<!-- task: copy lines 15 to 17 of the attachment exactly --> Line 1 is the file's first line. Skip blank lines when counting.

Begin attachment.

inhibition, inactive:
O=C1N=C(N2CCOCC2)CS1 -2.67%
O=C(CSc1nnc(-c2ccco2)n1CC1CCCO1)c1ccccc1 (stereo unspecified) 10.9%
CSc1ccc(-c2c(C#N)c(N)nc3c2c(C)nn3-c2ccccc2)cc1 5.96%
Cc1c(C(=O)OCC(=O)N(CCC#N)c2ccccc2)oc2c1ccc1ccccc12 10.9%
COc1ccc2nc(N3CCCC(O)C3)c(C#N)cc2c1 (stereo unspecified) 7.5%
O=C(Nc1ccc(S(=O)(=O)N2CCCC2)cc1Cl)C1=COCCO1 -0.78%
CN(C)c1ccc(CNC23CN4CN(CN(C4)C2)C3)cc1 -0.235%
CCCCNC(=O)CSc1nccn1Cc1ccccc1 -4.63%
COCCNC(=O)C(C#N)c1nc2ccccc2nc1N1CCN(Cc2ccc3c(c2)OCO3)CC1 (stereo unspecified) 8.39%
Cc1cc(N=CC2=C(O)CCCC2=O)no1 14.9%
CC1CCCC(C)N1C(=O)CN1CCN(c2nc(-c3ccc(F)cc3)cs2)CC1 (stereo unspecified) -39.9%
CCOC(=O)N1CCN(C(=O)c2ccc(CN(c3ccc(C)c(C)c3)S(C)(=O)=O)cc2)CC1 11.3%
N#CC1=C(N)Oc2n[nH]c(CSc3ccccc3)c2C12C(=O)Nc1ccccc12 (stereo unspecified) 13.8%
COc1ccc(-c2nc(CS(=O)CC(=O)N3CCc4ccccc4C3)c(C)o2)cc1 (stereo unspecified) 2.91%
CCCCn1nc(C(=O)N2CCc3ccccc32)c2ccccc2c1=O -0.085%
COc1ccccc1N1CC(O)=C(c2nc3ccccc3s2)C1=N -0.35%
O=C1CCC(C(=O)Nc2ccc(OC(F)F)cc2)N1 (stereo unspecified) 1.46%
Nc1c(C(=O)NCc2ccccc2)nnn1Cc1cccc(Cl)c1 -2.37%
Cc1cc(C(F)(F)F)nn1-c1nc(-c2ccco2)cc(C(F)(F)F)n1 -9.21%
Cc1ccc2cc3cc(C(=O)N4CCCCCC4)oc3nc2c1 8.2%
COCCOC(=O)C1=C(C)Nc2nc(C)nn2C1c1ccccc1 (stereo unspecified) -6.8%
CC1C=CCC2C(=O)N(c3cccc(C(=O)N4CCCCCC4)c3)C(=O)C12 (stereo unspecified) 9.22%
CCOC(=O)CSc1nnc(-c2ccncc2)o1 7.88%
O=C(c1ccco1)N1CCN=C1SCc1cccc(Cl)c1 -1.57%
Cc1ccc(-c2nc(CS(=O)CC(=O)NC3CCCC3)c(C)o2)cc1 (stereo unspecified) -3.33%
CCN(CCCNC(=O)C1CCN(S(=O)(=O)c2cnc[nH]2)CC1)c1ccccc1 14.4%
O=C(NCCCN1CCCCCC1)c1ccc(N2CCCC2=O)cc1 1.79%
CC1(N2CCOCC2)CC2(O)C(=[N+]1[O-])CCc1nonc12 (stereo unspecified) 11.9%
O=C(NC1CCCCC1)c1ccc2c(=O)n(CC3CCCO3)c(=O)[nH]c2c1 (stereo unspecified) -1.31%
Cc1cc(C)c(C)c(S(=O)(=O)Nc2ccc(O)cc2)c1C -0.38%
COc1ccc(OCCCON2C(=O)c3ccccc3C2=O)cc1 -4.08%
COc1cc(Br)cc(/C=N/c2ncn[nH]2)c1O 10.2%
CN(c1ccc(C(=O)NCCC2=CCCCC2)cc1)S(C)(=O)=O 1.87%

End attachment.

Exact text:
COc1ccc(-c2nc(CS(=O)CC(=O)N3CCc4ccccc4C3)c(C)o2)cc1 (stereo unspecified) 2.91%
CCCCn1nc(C(=O)N2CCc3ccccc32)c2ccccc2c1=O -0.085%
COc1ccccc1N1CC(O)=C(c2nc3ccccc3s2)C1=N -0.35%